> firewalls with Linux.
>
> The RHCSS program joins the leading Linux vendors other popular
> programs, which include the Red Hat Certified Architect (RHCA)
> and Red Hat Certified Engineer (RHCE) certifications. The vendor
> claims that over 10,000 IT pros have received Red Hat
> certifications since the vendor began offering the programs. Red
> Hat certifications are offered as Red Hat locations worldwide
> and cost around $150 per exam.
>
> The market is flooded with IT certifications. As far as Linux
> goes, what certifications (if any) matter to you? Has a
> vendor-specific, or general Linux certification (such as those
> offered by the Linux Professional Institute) ever landed you a
> job? Or are these just nice pieces of paper to have on the wall?
> As always, I'm interested to hear readers' opinions on this
> topic.
>
> The top 5: Today's most-read stories
>
> 1. Cisco finally brings security push to LAN
> <http://www.networkworld.com/nllinux9181>
> 2. Nortel replaces CEO Bill Owens
> <http://www.networkworld.com/nllinux9182>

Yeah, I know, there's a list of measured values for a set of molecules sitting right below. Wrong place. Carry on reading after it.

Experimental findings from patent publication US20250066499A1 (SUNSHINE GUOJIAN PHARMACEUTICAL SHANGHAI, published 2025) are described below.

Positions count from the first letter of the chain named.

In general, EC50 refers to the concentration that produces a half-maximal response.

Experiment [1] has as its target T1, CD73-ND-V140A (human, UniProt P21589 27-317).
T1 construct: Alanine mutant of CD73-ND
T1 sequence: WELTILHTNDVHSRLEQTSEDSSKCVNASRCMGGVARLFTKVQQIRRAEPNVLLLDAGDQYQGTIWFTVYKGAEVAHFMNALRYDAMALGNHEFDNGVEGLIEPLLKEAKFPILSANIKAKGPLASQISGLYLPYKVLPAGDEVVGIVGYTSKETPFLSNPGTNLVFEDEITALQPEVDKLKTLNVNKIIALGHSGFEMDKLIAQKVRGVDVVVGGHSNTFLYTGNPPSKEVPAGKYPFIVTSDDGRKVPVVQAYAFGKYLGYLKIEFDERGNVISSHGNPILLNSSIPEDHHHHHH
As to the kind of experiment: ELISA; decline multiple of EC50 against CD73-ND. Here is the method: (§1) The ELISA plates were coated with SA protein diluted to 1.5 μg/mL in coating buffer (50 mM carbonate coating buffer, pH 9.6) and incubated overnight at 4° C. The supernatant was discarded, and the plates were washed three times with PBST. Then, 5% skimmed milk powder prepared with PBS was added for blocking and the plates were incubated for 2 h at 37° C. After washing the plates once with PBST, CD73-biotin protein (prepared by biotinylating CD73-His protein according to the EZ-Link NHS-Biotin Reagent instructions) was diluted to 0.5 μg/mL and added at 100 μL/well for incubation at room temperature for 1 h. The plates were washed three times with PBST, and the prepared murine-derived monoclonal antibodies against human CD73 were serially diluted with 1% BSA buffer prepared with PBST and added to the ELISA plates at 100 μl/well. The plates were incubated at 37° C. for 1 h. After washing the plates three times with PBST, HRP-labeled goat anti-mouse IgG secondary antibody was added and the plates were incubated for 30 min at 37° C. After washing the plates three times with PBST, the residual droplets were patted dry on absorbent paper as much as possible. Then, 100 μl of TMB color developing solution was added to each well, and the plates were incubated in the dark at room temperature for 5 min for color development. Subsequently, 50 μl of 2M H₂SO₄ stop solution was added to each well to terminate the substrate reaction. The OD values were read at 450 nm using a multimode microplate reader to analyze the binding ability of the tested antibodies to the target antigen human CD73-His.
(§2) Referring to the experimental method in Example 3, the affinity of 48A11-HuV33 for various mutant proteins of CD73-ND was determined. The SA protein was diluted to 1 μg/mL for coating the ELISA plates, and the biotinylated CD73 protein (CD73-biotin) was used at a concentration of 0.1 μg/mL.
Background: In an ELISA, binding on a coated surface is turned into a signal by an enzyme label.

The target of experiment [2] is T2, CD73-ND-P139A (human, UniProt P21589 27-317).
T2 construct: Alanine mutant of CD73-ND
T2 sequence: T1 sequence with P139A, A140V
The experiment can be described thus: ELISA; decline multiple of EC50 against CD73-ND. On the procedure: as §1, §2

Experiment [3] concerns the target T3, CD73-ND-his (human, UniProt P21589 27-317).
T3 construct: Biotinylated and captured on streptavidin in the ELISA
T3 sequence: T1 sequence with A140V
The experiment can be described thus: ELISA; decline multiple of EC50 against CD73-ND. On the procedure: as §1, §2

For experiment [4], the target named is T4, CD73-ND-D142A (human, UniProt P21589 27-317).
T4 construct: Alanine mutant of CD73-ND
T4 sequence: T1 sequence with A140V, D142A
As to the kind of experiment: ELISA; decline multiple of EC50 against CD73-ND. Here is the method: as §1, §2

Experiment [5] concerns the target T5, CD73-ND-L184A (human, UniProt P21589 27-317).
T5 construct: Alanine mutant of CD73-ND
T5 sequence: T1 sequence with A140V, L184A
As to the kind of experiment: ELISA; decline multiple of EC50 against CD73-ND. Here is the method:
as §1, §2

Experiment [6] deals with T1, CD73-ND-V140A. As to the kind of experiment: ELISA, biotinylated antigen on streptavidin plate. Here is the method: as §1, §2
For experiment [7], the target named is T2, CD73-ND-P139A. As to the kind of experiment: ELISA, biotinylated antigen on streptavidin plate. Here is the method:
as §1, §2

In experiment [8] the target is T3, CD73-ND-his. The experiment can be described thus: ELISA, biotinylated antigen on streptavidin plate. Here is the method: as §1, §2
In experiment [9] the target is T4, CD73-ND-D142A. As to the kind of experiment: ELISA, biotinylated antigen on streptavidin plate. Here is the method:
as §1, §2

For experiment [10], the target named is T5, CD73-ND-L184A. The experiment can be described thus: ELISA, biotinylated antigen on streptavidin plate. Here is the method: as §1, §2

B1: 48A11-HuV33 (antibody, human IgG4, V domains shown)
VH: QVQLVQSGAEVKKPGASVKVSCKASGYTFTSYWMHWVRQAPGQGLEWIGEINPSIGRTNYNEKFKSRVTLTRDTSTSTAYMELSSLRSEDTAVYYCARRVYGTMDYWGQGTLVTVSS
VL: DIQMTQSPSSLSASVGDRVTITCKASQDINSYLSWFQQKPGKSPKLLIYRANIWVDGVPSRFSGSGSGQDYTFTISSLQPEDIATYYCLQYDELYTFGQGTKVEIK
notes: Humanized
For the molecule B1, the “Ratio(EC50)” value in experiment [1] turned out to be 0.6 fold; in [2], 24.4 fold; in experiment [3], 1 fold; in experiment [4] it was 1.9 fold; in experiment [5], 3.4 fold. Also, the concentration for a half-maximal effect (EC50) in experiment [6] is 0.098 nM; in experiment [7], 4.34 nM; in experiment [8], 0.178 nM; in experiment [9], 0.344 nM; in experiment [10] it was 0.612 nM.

> 3. Help Desk: When the Windows VPN doesn't work
> <http://www.networkworld.com/nllinux9183>
> 4. Microsoft cuts costs of virtual servers
> <http://www.networkworld.com/nllinux9184>
> 5. WiMAX just around the corner
> <http://www.networkworld.com/nllinux9185>
>
> _______________________________________________________________
> To contact: Phil Hochmuth
>
> Phil Hochmuth is a Network World Senior Editor and a former
> systems integrator. You can reach him at
> <mailto:phochmut at nww.com>.
> _______________________________________________________________
> This newsletter is sponsored by Arbor Networks
>
> Network Perimeter defense has become an industry in of itself.
> But what if the danger to your network lurks from within - a
> disgruntled employee, misuse of a VPN, 3rd party access,
> employee access for personal reasons? In the following report,
> Internal Intrusion Prevention, read about this threat and
> providing multidimensional protection.
> http://www.fattail.com/redir/redirect.asp?CID=117640
> _______________________________________________________________